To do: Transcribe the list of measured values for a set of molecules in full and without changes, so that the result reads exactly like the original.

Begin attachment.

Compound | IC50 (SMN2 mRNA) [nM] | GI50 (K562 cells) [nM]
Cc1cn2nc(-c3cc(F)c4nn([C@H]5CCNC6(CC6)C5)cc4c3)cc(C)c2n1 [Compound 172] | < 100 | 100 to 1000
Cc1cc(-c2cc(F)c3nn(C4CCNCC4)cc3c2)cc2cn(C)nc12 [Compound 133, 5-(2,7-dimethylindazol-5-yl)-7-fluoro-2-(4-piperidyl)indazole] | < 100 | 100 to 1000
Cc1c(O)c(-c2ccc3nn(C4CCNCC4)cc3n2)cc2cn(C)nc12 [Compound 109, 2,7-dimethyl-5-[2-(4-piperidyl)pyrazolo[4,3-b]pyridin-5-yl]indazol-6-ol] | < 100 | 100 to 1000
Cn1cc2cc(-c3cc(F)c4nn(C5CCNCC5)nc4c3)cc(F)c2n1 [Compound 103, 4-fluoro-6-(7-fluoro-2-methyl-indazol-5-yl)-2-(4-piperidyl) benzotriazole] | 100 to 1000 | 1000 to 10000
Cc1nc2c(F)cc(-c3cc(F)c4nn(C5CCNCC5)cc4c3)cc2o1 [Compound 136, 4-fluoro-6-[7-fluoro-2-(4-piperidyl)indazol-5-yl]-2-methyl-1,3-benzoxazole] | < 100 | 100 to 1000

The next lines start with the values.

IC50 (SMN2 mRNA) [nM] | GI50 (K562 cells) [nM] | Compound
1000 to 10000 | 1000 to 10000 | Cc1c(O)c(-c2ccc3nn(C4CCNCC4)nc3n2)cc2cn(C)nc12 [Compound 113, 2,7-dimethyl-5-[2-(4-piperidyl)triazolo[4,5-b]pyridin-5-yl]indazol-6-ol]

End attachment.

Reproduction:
Compound | IC50 (SMN2 mRNA) [nM] | GI50 (K562 cells) [nM]
Cc1cn2nc(-c3cc(F)c4nn([C@H]5CCNC6(CC6)C5)cc4c3)cc(C)c2n1 [Compound 172] | < 100 | 100 to 1000
Cc1cc(-c2cc(F)c3nn(C4CCNCC4)cc3c2)cc2cn(C)nc12 [Compound 133, 5-(2,7-dimethylindazol-5-yl)-7-fluoro-2-(4-piperidyl)indazole] | < 100 | 100 to 1000
Cc1c(O)c(-c2ccc3nn(C4CCNCC4)cc3n2)cc2cn(C)nc12 [Compound 109, 2,7-dimethyl-5-[2-(4-piperidyl)pyrazolo[4,3-b]pyridin-5-yl]indazol-6-ol] | < 100 | 100 to 1000
Cn1cc2cc(-c3cc(F)c4nn(C5CCNCC5)nc4c3)cc(F)c2n1 [Compound 103, 4-fluoro-6-(7-fluoro-2-methyl-indazol-5-yl)-2-(4-piperidyl) benzotriazole] | 100 to 1000 | 1000 to 10000
Cc1nc2c(F)cc(-c3cc(F)c4nn(C5CCNCC5)cc4c3)cc2o1 [Compound 136, 4-fluoro-6-[7-fluoro-2-(4-piperidyl)indazol-5-yl]-2-methyl-1,3-benzoxazole] | < 100 | 100 to 1000

The next lines start with the values.

IC50 (SMN2 mRNA) [nM] | GI50 (K562 cells) [nM] | Compound
1000 to 10000 | 1000 to 10000 | Cc1c(O)c(-c2ccc3nn(C4CCNCC4)nc3n2)cc2cn(C)nc12 [Compound 113, 2,7-dimethyl-5-[2-(4-piperidyl)triazolo[4,5-b]pyridin-5-yl]indazol-6-ol]